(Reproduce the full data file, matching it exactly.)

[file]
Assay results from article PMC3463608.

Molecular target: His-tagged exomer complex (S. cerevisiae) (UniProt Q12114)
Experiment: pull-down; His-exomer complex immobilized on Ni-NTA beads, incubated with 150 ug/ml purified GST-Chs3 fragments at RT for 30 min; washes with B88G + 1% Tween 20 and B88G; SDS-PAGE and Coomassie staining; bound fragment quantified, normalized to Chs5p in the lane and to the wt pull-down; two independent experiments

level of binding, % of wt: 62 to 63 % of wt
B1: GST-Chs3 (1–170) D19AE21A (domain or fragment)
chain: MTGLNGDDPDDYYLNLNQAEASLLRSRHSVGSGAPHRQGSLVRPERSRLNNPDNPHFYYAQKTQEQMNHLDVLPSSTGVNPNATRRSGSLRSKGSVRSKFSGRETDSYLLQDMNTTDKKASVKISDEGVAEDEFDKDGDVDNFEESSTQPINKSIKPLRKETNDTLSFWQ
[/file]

Assay results from article PMC3463608.

Molecular target: His-tagged exomer complex (S. cerevisiae) (UniProt Q12114)
Experiment: pull-down; His-exomer complex immobilized on Ni-NTA beads, incubated with 150 ug/ml purified GST-Chs3 fragments at RT for 30 min; washes with B88G + 1% Tween 20 and B88G; SDS-PAGE and Coomassie staining; bound fragment quantified, normalized to Chs5p in the lane and to the wt pull-down; two independent experiments

level of binding, % of wt: 62 to 63 % of wt
B1: GST-Chs3 (1–170) D19AE21A (domain or fragment)
chain: MTGLNGDDPDDYYLNLNQAEASLLRSRHSVGSGAPHRQGSLVRPERSRLNNPDNPHFYYAQKTQEQMNHLDVLPSSTGVNPNATRRSGSLRSKGSVRSKFSGRETDSYLLQDMNTTDKKASVKISDEGVAEDEFDKDGDVDNFEESSTQPINKSIKPLRKETNDTLSFWQ